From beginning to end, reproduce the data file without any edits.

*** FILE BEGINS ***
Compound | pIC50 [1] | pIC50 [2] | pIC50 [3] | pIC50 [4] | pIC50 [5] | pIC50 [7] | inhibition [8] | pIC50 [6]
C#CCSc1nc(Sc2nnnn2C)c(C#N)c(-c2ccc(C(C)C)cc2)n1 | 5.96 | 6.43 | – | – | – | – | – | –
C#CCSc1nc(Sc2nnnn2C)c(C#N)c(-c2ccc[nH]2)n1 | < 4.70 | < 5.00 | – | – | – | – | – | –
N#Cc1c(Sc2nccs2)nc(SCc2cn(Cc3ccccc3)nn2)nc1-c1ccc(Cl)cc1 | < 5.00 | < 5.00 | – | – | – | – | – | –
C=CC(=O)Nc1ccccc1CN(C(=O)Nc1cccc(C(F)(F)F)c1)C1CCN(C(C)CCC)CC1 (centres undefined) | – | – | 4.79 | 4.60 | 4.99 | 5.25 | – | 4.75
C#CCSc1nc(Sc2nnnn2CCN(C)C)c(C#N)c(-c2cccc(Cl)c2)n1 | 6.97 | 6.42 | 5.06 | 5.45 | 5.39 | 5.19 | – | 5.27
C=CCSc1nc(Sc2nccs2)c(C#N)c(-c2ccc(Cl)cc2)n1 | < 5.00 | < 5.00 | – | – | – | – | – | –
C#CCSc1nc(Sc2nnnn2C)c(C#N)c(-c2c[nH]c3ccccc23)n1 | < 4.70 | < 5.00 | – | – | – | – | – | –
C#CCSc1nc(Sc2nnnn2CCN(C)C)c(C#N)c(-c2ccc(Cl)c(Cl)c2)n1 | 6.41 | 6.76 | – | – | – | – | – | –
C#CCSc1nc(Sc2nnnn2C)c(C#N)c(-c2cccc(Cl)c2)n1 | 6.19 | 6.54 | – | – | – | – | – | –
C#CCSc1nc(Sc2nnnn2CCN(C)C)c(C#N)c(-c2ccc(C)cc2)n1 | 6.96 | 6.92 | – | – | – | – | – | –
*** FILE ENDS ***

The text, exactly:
Compound | pIC50 [1] | pIC50 [2] | pIC50 [3] | pIC50 [4] | pIC50 [5] | pIC50 [7] | inhibition [8] | pIC50 [6]
C#CCSc1nc(Sc2nnnn2C)c(C#N)c(-c2ccc(C(C)C)cc2)n1 | 5.96 | 6.43 | – | – | – | – | – | –
C#CCSc1nc(Sc2nnnn2C)c(C#N)c(-c2ccc[nH]2)n1 | < 4.70 | < 5.00 | – | – | – | – | – | –
N#Cc1c(Sc2nccs2)nc(SCc2cn(Cc3ccccc3)nn2)nc1-c1ccc(Cl)cc1 | < 5.00 | < 5.00 | – | – | – | – | – | –
C=CC(=O)Nc1ccccc1CN(C(=O)Nc1cccc(C(F)(F)F)c1)C1CCN(C(C)CCC)CC1 (centres undefined) | – | – | 4.79 | 4.60 | 4.99 | 5.25 | – | 4.75
C#CCSc1nc(Sc2nnnn2CCN(C)C)c(C#N)c(-c2cccc(Cl)c2)n1 | 6.97 | 6.42 | 5.06 | 5.45 | 5.39 | 5.19 | – | 5.27
C=CCSc1nc(Sc2nccs2)c(C#N)c(-c2ccc(Cl)cc2)n1 | < 5.00 | < 5.00 | – | – | – | – | – | –
C#CCSc1nc(Sc2nnnn2C)c(C#N)c(-c2c[nH]c3ccccc23)n1 | < 4.70 | < 5.00 | – | – | – | – | – | –
C#CCSc1nc(Sc2nnnn2CCN(C)C)c(C#N)c(-c2ccc(Cl)c(Cl)c2)n1 | 6.41 | 6.76 | – | – | – | – | – | –
C#CCSc1nc(Sc2nnnn2C)c(C#N)c(-c2cccc(Cl)c2)n1 | 6.19 | 6.54 | – | – | – | – | – | –
C#CCSc1nc(Sc2nnnn2CCN(C)C)c(C#N)c(-c2ccc(C)cc2)n1 | 6.96 | 6.92 | – | – | – | – | – | –